Once you know the bottom-line price for each school that has accepted you (see How to Compare Your College Financial Aid Letters), you can sometimes use that as leverage to bargain for a better aid package.
You'll have your best shot at private colleges of similar quality, which may match or beat another school's offer if they consider a student especially desirable. That often means higher grades or test scores than the average for that school—information you can find at CollegeData.com.
You can try to negotiate by phone or visit the campus and do so in person. That worked for Erin Dymowski, a Maryland mom of five. Instead of immediately sending a deposit to her son's top choice, Ithaca College, the family visited the campus and told a financial aid officer their son preferred Ithaca but had a better offer from Hofstra University. The financial aid officer asked the family to write an appeal letter requesting additional aid. Ultimately Ithaca sweetened its scholarship offer, bringing the family's net cost down to about $17,000 a year, from $19,500.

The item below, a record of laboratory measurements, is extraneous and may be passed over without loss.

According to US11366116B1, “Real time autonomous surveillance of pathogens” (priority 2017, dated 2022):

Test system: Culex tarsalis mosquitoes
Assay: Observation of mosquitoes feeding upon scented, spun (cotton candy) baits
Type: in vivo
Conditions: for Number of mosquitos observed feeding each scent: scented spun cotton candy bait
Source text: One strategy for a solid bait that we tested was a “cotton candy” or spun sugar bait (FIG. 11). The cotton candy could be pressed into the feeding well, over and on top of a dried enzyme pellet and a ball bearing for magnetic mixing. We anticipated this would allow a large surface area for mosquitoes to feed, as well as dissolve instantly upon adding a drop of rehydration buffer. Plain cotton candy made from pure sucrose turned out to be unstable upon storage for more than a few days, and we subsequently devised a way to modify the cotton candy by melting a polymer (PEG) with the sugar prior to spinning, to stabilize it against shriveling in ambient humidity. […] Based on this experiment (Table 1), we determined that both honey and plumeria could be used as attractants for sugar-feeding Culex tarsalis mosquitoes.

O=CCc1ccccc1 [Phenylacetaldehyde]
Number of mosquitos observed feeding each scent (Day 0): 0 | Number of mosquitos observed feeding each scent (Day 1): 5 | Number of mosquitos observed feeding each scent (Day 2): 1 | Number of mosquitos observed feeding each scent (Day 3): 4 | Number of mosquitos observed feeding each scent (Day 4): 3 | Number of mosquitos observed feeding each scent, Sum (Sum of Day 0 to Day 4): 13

You can also ask for more aid based solely on need, especially if your circumstances have changed or if you have a burdensome expense that wasn't reflected in your financial aid forms.
For example, you might have lost your job since you filled out the Free Application for Federal Student Aid (FAFSA), or someone in your family may have been through a major illness, notes Megan McClean, managing director of policy and federal relations for the National Association of Student Financial Aid Administrators.
To make your case, send a letter to the school, providing any relevant documentation and asking for a "professional judgment review."
While there are no official statistics on how many need-based appeals prove successful, virtually every college will at least consider one. So you have nothing to lose.